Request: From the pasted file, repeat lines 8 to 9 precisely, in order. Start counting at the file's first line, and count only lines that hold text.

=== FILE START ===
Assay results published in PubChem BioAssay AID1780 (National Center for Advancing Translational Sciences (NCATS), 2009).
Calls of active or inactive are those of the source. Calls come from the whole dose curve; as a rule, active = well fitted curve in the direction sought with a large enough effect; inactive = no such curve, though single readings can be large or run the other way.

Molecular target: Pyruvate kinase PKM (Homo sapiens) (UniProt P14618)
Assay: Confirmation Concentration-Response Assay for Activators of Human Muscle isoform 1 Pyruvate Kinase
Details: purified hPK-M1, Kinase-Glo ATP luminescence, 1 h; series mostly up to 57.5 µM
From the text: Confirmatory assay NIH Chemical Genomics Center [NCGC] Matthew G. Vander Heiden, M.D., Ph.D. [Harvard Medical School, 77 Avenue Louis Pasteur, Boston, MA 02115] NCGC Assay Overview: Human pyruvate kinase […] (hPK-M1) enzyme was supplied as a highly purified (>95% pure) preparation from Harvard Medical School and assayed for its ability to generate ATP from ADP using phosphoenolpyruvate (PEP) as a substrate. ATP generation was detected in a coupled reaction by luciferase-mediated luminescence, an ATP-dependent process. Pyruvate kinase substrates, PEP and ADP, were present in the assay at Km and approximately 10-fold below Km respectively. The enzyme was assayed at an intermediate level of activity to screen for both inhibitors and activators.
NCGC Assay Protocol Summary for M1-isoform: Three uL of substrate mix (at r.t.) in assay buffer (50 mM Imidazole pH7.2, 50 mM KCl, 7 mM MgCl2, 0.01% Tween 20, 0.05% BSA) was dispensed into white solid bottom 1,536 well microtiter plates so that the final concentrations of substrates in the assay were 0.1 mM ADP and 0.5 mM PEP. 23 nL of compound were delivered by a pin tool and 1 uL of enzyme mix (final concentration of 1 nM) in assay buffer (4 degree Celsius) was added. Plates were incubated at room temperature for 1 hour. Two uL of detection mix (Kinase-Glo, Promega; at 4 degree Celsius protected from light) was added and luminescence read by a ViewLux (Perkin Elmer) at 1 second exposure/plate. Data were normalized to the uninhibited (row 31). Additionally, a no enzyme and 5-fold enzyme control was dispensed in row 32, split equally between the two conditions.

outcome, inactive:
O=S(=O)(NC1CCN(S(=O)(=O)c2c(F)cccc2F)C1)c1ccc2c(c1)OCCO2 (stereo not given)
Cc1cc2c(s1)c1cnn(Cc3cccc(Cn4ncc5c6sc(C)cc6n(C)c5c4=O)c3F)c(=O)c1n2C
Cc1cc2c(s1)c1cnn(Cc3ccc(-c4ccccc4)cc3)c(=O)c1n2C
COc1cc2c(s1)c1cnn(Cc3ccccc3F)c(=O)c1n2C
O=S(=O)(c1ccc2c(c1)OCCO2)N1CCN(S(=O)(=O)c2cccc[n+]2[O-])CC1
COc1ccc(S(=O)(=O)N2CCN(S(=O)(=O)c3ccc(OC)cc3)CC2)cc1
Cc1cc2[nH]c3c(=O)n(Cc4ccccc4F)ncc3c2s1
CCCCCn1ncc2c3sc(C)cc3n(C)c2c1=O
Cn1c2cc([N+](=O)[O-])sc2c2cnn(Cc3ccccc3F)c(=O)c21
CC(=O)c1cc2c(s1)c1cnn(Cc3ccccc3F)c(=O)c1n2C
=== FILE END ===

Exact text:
outcome, inactive:
O=S(=O)(NC1CCN(S(=O)(=O)c2c(F)cccc2F)C1)c1ccc2c(c1)OCCO2 (stereo not given)